Ubuntu CE GPU Installation With Apt

This is an end-to-end recipe for installing MapD Community Edition on an Ubuntu machine running with NVIDIA Kepler or Pascal series GPU cards. This install has all of the functionality of MapD.

Here is a quick video overview of the installation process.

The installation phases are:

Note: The order of these instructions is significant. Please install each component in the order presented to prevent aggravated hair loss.


These instructions assume the following:
  • You are installing on a “clean” Ubuntu host machine with only the operating system installed.
  • Your MapD host only runs the daemons and services required to support MapD.
  • Your MapD host is connected to the Internet.


Prepare your Ubuntu machine by updating your system, creating the MapD user, and enabling a firewall.

Update and Reboot

Update the entire system.

sudo apt update
sudo apt upgrade

Verify that the apt-transport-https utility is installed

sudo apt install apt-transport-https

Reboot to activate the latest kernel.

sudo reboot

Create the MapD User

Create the mapd group and mapd user, who will be the owner of the MapD database. You can create both the group and user with the useradd command and the -U switch.

sudo useradd -U mapd

Enable the Firewall

To use Immerse, you must prepare your host machine to accept HTTP connections. You can configure your firewall for external access.

sudo ufw disable
sudo ufw allow 9092/tcp
sudo ufw allow ssh
sudo ufw enable

For more information, see https://help.ubuntu.com/lts/serverguide/firewall.html.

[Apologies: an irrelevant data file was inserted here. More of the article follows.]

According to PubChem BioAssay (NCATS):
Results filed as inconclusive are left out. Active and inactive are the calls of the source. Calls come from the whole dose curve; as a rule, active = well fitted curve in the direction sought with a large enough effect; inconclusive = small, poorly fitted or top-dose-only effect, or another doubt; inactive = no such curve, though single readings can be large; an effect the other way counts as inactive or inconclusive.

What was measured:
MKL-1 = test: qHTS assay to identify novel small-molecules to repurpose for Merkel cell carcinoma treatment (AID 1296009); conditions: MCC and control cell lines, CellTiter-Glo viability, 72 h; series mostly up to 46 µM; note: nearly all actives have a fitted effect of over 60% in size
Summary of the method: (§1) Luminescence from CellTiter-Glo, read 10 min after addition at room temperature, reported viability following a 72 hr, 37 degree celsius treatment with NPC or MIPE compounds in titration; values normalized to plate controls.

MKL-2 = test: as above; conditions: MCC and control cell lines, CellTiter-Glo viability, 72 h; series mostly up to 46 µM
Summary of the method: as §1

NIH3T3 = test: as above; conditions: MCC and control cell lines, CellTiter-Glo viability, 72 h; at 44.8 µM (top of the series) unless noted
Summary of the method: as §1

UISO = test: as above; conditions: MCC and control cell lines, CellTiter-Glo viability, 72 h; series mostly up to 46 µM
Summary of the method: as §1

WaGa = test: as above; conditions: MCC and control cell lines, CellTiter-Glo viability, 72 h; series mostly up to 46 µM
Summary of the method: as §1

Install CUDA Drivers

Download the DEB package provided by NVIDIA from the NVIDIA CUDA Zone.

  1. Install the CUDA repository, update local repository cache, and then install the CUDA Toolkit and GPU drivers.

    sudo dpkg --install cuda-repo-ubuntu1604_8.0.44-1_amd64.deb
    sudo apt update
    sudo apt install cuda-drivers linux-image-extra-virtual

    Where cuda-repo-ubuntu1604_8.0.44-1_amd64.deb is the name of the package provided by NVIDIA.

  2. Reboot.

    sudo reboot
  3. Verify installation of the GPU drivers by running the following command.



If necessary, install the curl command.

sudo apt install curl

Use curl to download the MapD list file.

curl https://releases.mapd.com/ce/mapd-ce-cuda.list | sudo tee /etc/apt/sources.list.d/mapd.list

Download and add a GPG key to apt.

curl https://releases.mapd.com/GPG-KEY-mapd | sudo apt-key add -

Use update to locate the new installation options, then install MapD.

sudo apt update
sudo apt install mapd


These are the steps to prepare your MapD environment.

For convenience, you can update bash.rc with the required environment variables.

  1. Go to your home directory.

  2. Use ctrl-h to show hidden files.

  3. Edit the .bashrc file. Add the following export commands under user specific aliases.

    # User specific aliases and functions
    export MAPD_USER=mapd
    export MAPD_GROUP=mapd
    export MAPD_STORAGE=/var/lib/mapd
    export MAPD_PATH=/opt/mapd
  4. Save the .bashrc file.